washingtonpost.com
Food's Future, And Years Past

By Robert L. Wolke
Wednesday, December 27, 2006

This is my last column of 2006, and because it is traditional at the end of a year to look, Janus-like, both forward and back, here are a few observations on the past and the future.

Where To?

The past decade has seen a remarkable spurt of activity in what some call food science but what is actually the application of scientific tools to food and cooking.

Food science, like any science, is the effort to understand natural phenomena, in this case the ones that take place during the growing, processing, cooking and eating of foods. Such studies have been going on for centuries. Today, scientists in more than five dozen food science departments in American universities alone continue to discover and explain the underlying chemistry, physics and biology of foods.

What is new is that chefs today are applying techniques rarely seen outside chemical laboratories for the purpose of enhancing their cuisine. That is not science, but technology. Nor is it "molecular gastronomy," an absurd term (gastronomy doesn't come in molecules) invented by the French chemist and showman Hervé This to ballyhoo the "new science" he claims to have founded.

Spanish chef Ferran Adrià started it all by inventing alluring flavor sensations, startling presentations and food textures that awakened the culinary world to new opportunities for creativity. The trend he started has grown and will continue to grow as chefs around the world experiment with such things as edible foams, gels and colloids.

As with many new enterprises, however, this experimentation has been prey to wretched excess. Overenthusiastic chefs have been carting centrifuges, calorimeters, yard-long lasers and containers of fuming liquid nitrogen (will cyclotrons be next?) into their kitchens to conjure bizarre sensations for their customers -- at a price, of course. I expect that such circus stunts in the name of science will quickly fade away.

What will not fade is people's newfound interest in understanding their food experiences, in figuring out what's going on in their kitchens. And that's what science is: figuring out what's going on. A landmark in satisfying this interest was the publication last year of a new edition of Harold McGee's classic "On Food and Cooking," a comprehensive and authoritative masterwork of genuine food science.

That's what I, in my small way, will continue to contribute to: the public's ability to decipher the everyday mysteries of supermarket and kitchen by understanding what's going on. By understanding science.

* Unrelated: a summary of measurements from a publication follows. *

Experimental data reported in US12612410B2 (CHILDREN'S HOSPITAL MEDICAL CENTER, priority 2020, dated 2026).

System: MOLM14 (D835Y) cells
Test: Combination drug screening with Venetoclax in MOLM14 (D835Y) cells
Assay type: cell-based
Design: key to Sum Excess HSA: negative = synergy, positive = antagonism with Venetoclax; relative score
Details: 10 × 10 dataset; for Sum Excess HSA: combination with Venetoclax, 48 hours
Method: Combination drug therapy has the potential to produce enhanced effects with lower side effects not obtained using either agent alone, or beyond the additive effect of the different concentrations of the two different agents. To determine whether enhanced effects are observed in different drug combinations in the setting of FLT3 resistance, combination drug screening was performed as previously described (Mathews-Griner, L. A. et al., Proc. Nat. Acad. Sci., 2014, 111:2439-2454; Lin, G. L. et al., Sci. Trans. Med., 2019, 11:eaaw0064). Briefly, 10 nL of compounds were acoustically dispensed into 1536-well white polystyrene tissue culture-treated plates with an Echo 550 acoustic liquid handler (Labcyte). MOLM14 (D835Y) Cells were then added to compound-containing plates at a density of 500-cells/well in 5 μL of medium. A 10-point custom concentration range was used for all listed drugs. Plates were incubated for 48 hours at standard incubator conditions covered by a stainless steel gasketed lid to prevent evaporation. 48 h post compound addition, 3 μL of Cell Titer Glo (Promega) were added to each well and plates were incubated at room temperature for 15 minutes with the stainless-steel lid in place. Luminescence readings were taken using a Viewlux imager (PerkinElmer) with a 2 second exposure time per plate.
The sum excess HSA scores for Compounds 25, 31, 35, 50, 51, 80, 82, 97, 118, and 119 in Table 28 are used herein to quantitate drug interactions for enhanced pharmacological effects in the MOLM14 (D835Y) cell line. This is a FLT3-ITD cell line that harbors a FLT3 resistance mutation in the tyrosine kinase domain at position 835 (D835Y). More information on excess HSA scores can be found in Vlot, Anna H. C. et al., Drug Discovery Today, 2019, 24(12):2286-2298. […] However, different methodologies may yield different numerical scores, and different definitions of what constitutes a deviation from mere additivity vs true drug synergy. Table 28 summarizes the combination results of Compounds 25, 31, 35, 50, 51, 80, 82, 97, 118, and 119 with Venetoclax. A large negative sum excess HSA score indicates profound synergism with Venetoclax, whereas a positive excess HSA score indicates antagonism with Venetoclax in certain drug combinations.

Looking Back

Over the eight-plus years I have been writing Food 101, certain questions have come up repeatedly.

Why do so many recipes call for unsalted butter and then tell us to add salt?

The amount of salt in salted butter is an unknown quantity; it can vary quite a bit from brand to brand and season to season. It's best not to gamble on such an important ingredient and instead to add a deliberate amount of salt, either as part of the recipe or when adjusting the seasoning near the end of the cooking. Especially in baking breads and pastries, the amount of salt can be critical.

How can the label of a food claim that it contains zero calories or is fat-free when the ingredient list clearly includes fat?

The Food and Drug Administration permits labels to claim to be "free" of any substance if the product contains less than 0.5 gram of that substance per serving. After all, there has to be some agreed-upon borderline between "none" and "some." Some manufacturers invent highly creative definitions of a serving to keep that number smaller than 0.5.

Why do almost all microwaveable frozen meals instruct you to leave the meal in the microwave for two minutes or so after the cooking period? What happens during those two minutes?

Microwaves deposit all their energy within a half-inch or so of the food's surface. It takes time for that heat to work its way inside and heat the interior to the same temperature as the surface. Surprisingly, microwaves don't melt ice crystals very well, so any remaining ones need to be melted by contact with already-heated food.

Is it safe to microwave foods in plastic containers or covered with plastic wrap?

Yes. Some plastic containers, such as soft margarine tubs and styrene foam restaurant "doggie bags," can melt because of the heated food and make a mess. But plastic food containers labeled "microwave safe" are indeed safe in both the physical and chemical senses. Plastic wrap made of polyvinyl chloride (PVC) may leach tiny amounts of toxic plasticizers into hot fats in microwaved foods, but PVC food wraps are no longer used in the United States, the European Union or most of Asia. Nevertheless, I cover my microwaved dishes with an inverted paper plate instead of plastic film. It doesn't stick to the food.

LABELINGO: Perspicacious reader Stephen Greene of Boston reports that the 30-ounce "Kong Size" box of Kellogg's Raisin Bran featuring a ferocious-looking picture of King Kong trumpets that it contains "40% MORE cereal than our 20 oz. package." Stephen wonders whether the math had been delegated to King K. himself. He was never very good at figures.

Robert L. Wolke (http://www.robertwolke.com) is professor emeritus of chemistry at the University of Pittsburgh. He can be reached atwolke@pitt.edu.

View all comments that have been posted about this article.

© 2006 The Washington Post Company